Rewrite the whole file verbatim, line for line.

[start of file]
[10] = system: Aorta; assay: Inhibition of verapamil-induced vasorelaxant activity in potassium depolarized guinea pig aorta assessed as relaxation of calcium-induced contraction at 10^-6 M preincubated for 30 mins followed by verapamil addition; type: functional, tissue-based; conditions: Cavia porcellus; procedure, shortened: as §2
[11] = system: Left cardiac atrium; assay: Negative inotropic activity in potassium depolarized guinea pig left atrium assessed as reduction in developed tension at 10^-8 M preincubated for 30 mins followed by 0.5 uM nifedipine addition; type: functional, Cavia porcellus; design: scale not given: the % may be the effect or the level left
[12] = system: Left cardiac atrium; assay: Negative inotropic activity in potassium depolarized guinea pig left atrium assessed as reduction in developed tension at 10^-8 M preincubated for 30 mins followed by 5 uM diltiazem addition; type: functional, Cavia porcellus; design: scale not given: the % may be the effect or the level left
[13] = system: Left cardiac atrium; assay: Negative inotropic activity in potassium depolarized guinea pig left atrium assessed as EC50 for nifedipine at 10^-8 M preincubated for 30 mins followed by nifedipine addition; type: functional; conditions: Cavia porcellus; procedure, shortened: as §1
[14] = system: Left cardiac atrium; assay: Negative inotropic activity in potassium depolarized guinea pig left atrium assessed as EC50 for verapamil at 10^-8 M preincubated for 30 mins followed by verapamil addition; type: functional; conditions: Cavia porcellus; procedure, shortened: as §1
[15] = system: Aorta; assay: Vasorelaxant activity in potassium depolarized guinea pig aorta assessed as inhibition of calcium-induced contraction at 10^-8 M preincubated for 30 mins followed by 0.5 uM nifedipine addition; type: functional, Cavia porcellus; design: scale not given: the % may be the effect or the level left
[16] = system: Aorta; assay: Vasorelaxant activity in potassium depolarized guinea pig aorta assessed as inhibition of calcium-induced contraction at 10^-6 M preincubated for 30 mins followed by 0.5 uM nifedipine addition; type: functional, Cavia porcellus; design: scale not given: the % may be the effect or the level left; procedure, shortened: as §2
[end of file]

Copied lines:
[10] = system: Aorta; assay: Inhibition of verapamil-induced vasorelaxant activity in potassium depolarized guinea pig aorta assessed as relaxation of calcium-induced contraction at 10^-6 M preincubated for 30 mins followed by verapamil addition; type: functional, tissue-based; conditions: Cavia porcellus; procedure, shortened: as §2
[11] = system: Left cardiac atrium; assay: Negative inotropic activity in potassium depolarized guinea pig left atrium assessed as reduction in developed tension at 10^-8 M preincubated for 30 mins followed by 0.5 uM nifedipine addition; type: functional, Cavia porcellus; design: scale not given: the % may be the effect or the level left
[12] = system: Left cardiac atrium; assay: Negative inotropic activity in potassium depolarized guinea pig left atrium assessed as reduction in developed tension at 10^-8 M preincubated for 30 mins followed by 5 uM diltiazem addition; type: functional, Cavia porcellus; design: scale not given: the % may be the effect or the level left
[13] = system: Left cardiac atrium; assay: Negative inotropic activity in potassium depolarized guinea pig left atrium assessed as EC50 for nifedipine at 10^-8 M preincubated for 30 mins followed by nifedipine addition; type: functional; conditions: Cavia porcellus; procedure, shortened: as §1
[14] = system: Left cardiac atrium; assay: Negative inotropic activity in potassium depolarized guinea pig left atrium assessed as EC50 for verapamil at 10^-8 M preincubated for 30 mins followed by verapamil addition; type: functional; conditions: Cavia porcellus; procedure, shortened: as §1
[15] = system: Aorta; assay: Vasorelaxant activity in potassium depolarized guinea pig aorta assessed as inhibition of calcium-induced contraction at 10^-8 M preincubated for 30 mins followed by 0.5 uM nifedipine addition; type: functional, Cavia porcellus; design: scale not given: the % may be the effect or the level left
[16] = system: Aorta; assay: Vasorelaxant activity in potassium depolarized guinea pig aorta assessed as inhibition of calcium-induced contraction at 10^-6 M preincubated for 30 mins followed by 0.5 uM nifedipine addition; type: functional, Cavia porcellus; design: scale not given: the % may be the effect or the level left; procedure, shortened: as §2